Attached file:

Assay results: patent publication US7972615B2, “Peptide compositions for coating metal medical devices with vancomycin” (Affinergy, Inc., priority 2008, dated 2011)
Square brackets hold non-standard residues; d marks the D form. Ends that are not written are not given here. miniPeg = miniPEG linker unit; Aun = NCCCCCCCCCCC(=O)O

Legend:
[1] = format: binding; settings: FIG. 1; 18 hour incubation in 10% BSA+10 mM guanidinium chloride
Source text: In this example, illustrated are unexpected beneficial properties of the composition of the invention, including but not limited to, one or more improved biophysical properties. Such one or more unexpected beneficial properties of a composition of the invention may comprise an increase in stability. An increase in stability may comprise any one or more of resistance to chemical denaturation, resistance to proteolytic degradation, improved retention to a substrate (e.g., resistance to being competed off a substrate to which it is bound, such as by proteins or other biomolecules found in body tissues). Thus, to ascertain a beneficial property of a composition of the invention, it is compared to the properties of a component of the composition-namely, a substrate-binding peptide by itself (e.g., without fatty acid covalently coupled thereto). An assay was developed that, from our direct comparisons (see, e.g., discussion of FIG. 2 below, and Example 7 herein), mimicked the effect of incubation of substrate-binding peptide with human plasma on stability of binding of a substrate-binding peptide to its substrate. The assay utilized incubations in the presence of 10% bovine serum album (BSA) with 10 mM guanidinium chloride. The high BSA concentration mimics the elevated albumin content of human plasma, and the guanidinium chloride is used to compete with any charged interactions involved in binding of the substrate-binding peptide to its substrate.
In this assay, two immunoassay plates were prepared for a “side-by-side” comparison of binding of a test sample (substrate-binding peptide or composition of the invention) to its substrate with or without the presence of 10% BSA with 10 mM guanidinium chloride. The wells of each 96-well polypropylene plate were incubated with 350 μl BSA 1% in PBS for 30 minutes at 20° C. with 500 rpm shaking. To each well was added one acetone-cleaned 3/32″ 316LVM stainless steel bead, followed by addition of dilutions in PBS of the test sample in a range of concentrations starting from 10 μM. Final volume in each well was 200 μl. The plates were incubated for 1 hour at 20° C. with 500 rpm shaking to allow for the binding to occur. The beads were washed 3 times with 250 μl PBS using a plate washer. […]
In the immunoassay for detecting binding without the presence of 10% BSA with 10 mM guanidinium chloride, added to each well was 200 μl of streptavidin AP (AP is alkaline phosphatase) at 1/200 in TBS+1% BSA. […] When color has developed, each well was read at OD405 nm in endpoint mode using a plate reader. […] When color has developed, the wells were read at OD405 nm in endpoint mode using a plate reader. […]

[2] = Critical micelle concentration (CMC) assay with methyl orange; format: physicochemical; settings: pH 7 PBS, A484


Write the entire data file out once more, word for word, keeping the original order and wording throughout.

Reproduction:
Assay results: patent publication US7972615B2, “Peptide compositions for coating metal medical devices with vancomycin” (Affinergy, Inc., priority 2008, dated 2011)
Square brackets hold non-standard residues; d marks the D form. Ends that are not written are not given here. miniPeg = miniPEG linker unit; Aun = NCCCCCCCCCCC(=O)O

Legend:
[1] = format: binding; settings: FIG. 1; 18 hour incubation in 10% BSA+10 mM guanidinium chloride
Source text: In this example, illustrated are unexpected beneficial properties of the composition of the invention, including but not limited to, one or more improved biophysical properties. Such one or more unexpected beneficial properties of a composition of the invention may comprise an increase in stability. An increase in stability may comprise any one or more of resistance to chemical denaturation, resistance to proteolytic degradation, improved retention to a substrate (e.g., resistance to being competed off a substrate to which it is bound, such as by proteins or other biomolecules found in body tissues). Thus, to ascertain a beneficial property of a composition of the invention, it is compared to the properties of a component of the composition-namely, a substrate-binding peptide by itself (e.g., without fatty acid covalently coupled thereto). An assay was developed that, from our direct comparisons (see, e.g., discussion of FIG. 2 below, and Example 7 herein), mimicked the effect of incubation of substrate-binding peptide with human plasma on stability of binding of a substrate-binding peptide to its substrate. The assay utilized incubations in the presence of 10% bovine serum album (BSA) with 10 mM guanidinium chloride. The high BSA concentration mimics the elevated albumin content of human plasma, and the guanidinium chloride is used to compete with any charged interactions involved in binding of the substrate-binding peptide to its substrate.
In this assay, two immunoassay plates were prepared for a “side-by-side” comparison of binding of a test sample (substrate-binding peptide or composition of the invention) to its substrate with or without the presence of 10% BSA with 10 mM guanidinium chloride. The wells of each 96-well polypropylene plate were incubated with 350 μl BSA 1% in PBS for 30 minutes at 20° C. with 500 rpm shaking. To each well was added one acetone-cleaned 3/32″ 316LVM stainless steel bead, followed by addition of dilutions in PBS of the test sample in a range of concentrations starting from 10 μM. Final volume in each well was 200 μl. The plates were incubated for 1 hour at 20° C. with 500 rpm shaking to allow for the binding to occur. The beads were washed 3 times with 250 μl PBS using a plate washer. […]
In the immunoassay for detecting binding without the presence of 10% BSA with 10 mM guanidinium chloride, added to each well was 200 μl of streptavidin AP (AP is alkaline phosphatase) at 1/200 in TBS+1% BSA. […] When color has developed, each well was read at OD405 nm in endpoint mode using a plate reader. […] When color has developed, the wells were read at OD405 nm in endpoint mode using a plate reader. […]

[2] = Critical micelle concentration (CMC) assay with methyl orange; format: physicochemical; settings: pH 7 PBS, A484